• Region*Africa & Middle EastLatin America and the CaribbeanEurope and the MediterraneanUS & CanadaAsia Pacific
  • Confirm that you are authorized to officially represent your organization*
    • Yes
  • Describe the nature of your organization and its goals*
  • Briefly describe the activities of your organization and indicate whether these are done at a local, national or international level*
  • How did you learn about GAIA and why do you want to become a member?*
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The election is over, but the fight is just beginning

Climate Justice Alliance - Wed, 10/31/2018 - 07:00

Photo “Ato ‘Mulheres contra Bolsonaro'” by Renato Gizzi, licensed under CC BY-NC-ND 2.0

Jair Bolsonaro’s win of the presidential vote in Brazil on September 28, 2018 is devastating, given his previous comments supporting torture and calling for political opponents to be shot. As well as comments disparaging women, people of color, the Indigenous and LGBTQ people, and his pledged to open up the Amazon for agribusiness and mining.

CJA stands with the popular movements of Brazil, who have been so critical, inspirational, and developmental to popular movements around the world. They will all need our solidarity in this period ahead.

Statement by the Frente Brasil Popular and Povo Sem Medo:

“We hold our heads up resisting for Brazil!”

We lived an entirely atypical electoral process. Since the end of the military period, we have not had the political imprisonment of a leader, such as Luiz Inacio Lula da Silva, who was unjustly convicted and whose candidacy was contested by the Superior Electoral Court. A process in which forces that had so far operated in the in the undergrounds, have emerged in the presidential dispute provoking a great wave of hatred and violence against the Brazilian people.

Our candidacy was a democratic response to arbitration that has contaminated the political scene since the parliamentary coup that overthrew President Dilma Rousseff in 2016. We faced abuses and scams practiced by networks committed to petty anti-popular, anti-democratic and anti-national interests.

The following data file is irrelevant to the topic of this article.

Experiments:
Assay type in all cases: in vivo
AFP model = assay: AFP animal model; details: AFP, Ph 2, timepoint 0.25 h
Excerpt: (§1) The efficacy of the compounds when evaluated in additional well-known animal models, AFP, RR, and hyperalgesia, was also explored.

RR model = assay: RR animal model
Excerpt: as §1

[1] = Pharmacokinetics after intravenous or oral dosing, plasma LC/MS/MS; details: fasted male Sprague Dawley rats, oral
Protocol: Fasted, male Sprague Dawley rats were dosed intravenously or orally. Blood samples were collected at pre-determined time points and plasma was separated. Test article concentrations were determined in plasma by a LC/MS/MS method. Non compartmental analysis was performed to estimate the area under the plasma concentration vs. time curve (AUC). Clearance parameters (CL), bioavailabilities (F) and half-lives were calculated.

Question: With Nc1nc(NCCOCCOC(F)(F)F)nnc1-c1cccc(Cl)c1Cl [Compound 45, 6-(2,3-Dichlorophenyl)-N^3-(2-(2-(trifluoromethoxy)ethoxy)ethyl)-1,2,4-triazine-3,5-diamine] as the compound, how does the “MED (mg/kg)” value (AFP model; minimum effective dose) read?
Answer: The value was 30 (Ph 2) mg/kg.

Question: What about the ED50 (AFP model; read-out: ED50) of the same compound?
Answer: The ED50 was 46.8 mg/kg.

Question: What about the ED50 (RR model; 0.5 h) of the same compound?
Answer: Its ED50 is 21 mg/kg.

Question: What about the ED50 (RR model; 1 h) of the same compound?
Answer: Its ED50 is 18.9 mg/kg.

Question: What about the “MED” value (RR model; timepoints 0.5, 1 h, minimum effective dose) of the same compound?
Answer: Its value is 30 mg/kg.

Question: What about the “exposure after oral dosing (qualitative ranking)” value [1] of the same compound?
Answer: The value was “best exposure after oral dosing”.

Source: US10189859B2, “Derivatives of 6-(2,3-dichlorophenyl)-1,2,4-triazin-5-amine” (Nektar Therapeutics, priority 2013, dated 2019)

The election of Bolsonaro represents a political rupture, whose signs are represented in the murder of Marielle, of Moa Katendê – black leader, capoeirista in Bahia, Charlione – a young man from Ceará who was taking part in an election parade in support to Haddad’s candidacy. They threaten our lives because we fight for an equal and just country.

Photo Mulheres Unidas Contra Bolsonaro by Esdras Beleza, licensed under CC BY-ND 2.0

Even under bullets, we have resisted defending national sovereignty, raped in so many ways in the last two years. Protected by sectors of the judicial system and the monopoly media, the candidate Mr Bolsonaro was left free to finance his lying machine with clandestine money, incite violence against his opponents, escape public debates and circumvent electoral rules.

These forces, through deception and truculence, with maneuvers still subject to investigations, arrived at the Presidency of the Republic.
Despite so many obstacles, our alliance organized a powerful resistance throughout the country, which led to the realization of the second round and a formidable movement in defense of civilization against barbarism, democracy against dictatorship, love against hate.

In this second round, which ended yesterday, men and women from all quarters have expressed their support for the constitutional pillars of our country. This journey would never have been possible, however, without the dedication and courage of the social movements and democratic sectors of society.

We will continue to defend the Constitution, social diversity, the rights of all, a Brazil for all and fight the danger of dictatorship, the elimination of social achievements, the sale of public assets, the delivery of national wealth, racism and misogyny, homophobia and the threat of institutionalized violence.

At the moment, it is essential to remain together and cohesive around democracy, national sovereignty and rights.

We must not let ourselves be overwhelmed by fear, for we have each other. Different from what they think, the Brazilian people will know how to resist.

October 28, 2018
Brazil Popular Front
Fearless People’s Front

 

Much respect and love to Jihan Hafiz who is in Brazil covering the people’s side of the terrible election outcomes. She did some incredible coverage of #Sol2Sol while in Bay Area. She is an incredible journalistic videographer that works with CJA and is deeply committed to freedom and liberation for all people. #elpueblounido #Brazillibre